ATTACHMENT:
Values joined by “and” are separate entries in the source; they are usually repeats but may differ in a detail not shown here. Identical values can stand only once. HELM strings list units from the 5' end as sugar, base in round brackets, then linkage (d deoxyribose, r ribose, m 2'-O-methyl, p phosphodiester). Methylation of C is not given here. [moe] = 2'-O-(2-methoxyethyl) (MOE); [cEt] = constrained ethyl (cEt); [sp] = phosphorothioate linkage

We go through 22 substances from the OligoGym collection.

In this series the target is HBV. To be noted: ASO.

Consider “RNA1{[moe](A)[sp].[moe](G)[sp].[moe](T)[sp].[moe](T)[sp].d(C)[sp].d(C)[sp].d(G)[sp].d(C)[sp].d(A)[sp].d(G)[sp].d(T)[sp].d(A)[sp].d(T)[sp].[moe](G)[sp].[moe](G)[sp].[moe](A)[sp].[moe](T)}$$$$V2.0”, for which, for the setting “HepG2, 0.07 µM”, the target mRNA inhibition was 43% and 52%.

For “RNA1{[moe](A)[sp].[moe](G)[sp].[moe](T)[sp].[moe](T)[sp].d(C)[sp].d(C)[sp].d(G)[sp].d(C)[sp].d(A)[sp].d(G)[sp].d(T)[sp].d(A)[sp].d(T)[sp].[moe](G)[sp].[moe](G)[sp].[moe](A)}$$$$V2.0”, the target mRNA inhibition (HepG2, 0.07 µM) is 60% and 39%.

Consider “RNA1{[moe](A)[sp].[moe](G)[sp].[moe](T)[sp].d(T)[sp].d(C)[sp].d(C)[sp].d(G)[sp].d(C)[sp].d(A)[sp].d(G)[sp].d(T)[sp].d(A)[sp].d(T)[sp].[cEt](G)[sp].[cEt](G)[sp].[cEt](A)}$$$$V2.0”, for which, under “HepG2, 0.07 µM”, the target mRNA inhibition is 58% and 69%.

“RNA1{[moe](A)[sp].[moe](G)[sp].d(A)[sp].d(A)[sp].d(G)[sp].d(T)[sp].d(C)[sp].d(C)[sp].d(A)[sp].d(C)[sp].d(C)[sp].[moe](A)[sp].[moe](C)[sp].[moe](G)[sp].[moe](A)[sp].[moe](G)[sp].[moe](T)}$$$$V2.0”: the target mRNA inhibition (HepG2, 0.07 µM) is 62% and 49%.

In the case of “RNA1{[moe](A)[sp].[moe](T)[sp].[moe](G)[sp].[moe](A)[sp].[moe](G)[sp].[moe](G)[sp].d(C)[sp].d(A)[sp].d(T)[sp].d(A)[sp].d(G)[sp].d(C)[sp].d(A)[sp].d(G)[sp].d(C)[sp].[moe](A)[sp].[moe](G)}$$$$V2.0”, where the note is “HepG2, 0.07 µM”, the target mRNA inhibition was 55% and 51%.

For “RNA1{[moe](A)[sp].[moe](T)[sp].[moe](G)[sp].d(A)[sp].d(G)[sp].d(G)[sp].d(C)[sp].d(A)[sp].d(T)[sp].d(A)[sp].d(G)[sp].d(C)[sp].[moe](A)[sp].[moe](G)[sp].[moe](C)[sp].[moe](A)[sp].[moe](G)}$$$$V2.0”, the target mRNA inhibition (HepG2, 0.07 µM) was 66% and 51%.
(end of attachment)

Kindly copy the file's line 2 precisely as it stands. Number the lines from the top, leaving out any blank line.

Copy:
We go through 22 substances from the OligoGym collection.